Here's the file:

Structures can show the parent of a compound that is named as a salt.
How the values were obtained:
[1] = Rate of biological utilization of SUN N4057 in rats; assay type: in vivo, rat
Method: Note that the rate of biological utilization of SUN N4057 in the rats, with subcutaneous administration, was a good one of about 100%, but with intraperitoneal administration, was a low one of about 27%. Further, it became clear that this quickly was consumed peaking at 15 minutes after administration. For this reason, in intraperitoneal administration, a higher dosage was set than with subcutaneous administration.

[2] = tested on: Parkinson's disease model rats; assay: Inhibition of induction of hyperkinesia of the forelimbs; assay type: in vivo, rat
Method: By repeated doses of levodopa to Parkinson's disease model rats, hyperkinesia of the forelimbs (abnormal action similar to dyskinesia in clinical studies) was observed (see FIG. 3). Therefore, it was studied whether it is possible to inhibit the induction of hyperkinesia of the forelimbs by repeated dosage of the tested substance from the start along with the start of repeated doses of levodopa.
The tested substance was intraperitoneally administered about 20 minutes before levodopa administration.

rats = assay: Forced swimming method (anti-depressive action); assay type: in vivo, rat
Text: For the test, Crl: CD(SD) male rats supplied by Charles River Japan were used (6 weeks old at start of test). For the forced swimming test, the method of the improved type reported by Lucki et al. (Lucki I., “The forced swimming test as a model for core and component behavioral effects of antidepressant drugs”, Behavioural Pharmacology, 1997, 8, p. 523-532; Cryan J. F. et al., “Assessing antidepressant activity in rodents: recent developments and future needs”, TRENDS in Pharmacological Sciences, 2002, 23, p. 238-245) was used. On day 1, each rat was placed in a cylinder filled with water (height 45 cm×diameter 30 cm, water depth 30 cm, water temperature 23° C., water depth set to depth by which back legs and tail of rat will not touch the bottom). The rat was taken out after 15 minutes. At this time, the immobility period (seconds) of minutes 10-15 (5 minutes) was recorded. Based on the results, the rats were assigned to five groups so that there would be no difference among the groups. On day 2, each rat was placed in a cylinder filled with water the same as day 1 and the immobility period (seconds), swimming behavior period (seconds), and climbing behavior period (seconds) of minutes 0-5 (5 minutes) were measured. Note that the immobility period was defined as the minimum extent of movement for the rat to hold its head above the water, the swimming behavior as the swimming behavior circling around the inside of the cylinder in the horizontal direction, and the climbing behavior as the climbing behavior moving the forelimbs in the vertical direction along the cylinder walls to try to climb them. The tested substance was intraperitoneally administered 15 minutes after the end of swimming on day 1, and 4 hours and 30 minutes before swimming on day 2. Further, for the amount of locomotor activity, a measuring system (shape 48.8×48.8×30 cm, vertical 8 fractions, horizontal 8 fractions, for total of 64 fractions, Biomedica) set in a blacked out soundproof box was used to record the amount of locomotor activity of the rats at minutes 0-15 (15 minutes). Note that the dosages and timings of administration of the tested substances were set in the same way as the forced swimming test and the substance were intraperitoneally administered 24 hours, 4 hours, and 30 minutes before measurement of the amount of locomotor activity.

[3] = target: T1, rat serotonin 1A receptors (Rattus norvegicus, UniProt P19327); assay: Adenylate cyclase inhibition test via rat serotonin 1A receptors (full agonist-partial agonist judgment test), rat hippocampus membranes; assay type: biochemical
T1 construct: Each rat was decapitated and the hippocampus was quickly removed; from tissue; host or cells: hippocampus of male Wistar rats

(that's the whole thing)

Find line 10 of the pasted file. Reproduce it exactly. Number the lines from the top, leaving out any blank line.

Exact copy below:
[3] = target: T1, rat serotonin 1A receptors (Rattus norvegicus, UniProt P19327); assay: Adenylate cyclase inhibition test via rat serotonin 1A receptors (full agonist-partial agonist judgment test), rat hippocampus membranes; assay type: biochemical